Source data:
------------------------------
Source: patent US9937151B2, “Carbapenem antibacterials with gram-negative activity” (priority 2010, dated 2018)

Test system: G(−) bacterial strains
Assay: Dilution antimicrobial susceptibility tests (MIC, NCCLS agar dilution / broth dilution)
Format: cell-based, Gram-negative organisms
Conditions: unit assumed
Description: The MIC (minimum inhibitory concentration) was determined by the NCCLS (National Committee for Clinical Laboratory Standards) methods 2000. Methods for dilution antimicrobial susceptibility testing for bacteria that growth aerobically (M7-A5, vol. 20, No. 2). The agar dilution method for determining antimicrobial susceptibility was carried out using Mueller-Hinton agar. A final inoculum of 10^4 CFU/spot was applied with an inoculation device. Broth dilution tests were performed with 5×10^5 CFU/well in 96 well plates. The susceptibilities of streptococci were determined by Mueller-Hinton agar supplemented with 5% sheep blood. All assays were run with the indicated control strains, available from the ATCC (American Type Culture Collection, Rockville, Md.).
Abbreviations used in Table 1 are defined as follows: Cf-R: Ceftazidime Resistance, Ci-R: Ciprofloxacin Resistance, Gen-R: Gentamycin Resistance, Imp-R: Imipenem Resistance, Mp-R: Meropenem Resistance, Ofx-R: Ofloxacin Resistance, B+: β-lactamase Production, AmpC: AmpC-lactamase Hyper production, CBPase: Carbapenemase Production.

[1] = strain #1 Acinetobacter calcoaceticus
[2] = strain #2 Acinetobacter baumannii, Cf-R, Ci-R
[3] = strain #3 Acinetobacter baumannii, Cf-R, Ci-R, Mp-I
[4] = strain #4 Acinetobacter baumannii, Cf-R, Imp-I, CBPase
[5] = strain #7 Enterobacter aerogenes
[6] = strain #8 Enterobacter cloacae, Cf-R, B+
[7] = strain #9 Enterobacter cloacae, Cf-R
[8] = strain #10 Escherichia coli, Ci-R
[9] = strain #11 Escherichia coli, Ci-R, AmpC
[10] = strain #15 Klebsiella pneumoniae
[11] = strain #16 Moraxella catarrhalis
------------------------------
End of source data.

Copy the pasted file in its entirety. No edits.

Source: patent US9937151B2, “Carbapenem antibacterials with gram-negative activity” (priority 2010, dated 2018)

Test system: G(−) bacterial strains
Assay: Dilution antimicrobial susceptibility tests (MIC, NCCLS agar dilution / broth dilution)
Format: cell-based, Gram-negative organisms
Conditions: unit assumed
Description: The MIC (minimum inhibitory concentration) was determined by the NCCLS (National Committee for Clinical Laboratory Standards) methods 2000. Methods for dilution antimicrobial susceptibility testing for bacteria that growth aerobically (M7-A5, vol. 20, No. 2). The agar dilution method for determining antimicrobial susceptibility was carried out using Mueller-Hinton agar. A final inoculum of 10^4 CFU/spot was applied with an inoculation device. Broth dilution tests were performed with 5×10^5 CFU/well in 96 well plates. The susceptibilities of streptococci were determined by Mueller-Hinton agar supplemented with 5% sheep blood. All assays were run with the indicated control strains, available from the ATCC (American Type Culture Collection, Rockville, Md.).
Abbreviations used in Table 1 are defined as follows: Cf-R: Ceftazidime Resistance, Ci-R: Ciprofloxacin Resistance, Gen-R: Gentamycin Resistance, Imp-R: Imipenem Resistance, Mp-R: Meropenem Resistance, Ofx-R: Ofloxacin Resistance, B+: β-lactamase Production, AmpC: AmpC-lactamase Hyper production, CBPase: Carbapenemase Production.

[1] = strain #1 Acinetobacter calcoaceticus
[2] = strain #2 Acinetobacter baumannii, Cf-R, Ci-R
[3] = strain #3 Acinetobacter baumannii, Cf-R, Ci-R, Mp-I
[4] = strain #4 Acinetobacter baumannii, Cf-R, Imp-I, CBPase
[5] = strain #7 Enterobacter aerogenes
[6] = strain #8 Enterobacter cloacae, Cf-R, B+
[7] = strain #9 Enterobacter cloacae, Cf-R
[8] = strain #10 Escherichia coli, Ci-R
[9] = strain #11 Escherichia coli, Ci-R, AmpC
[10] = strain #15 Klebsiella pneumoniae
[11] = strain #16 Moraxella catarrhalis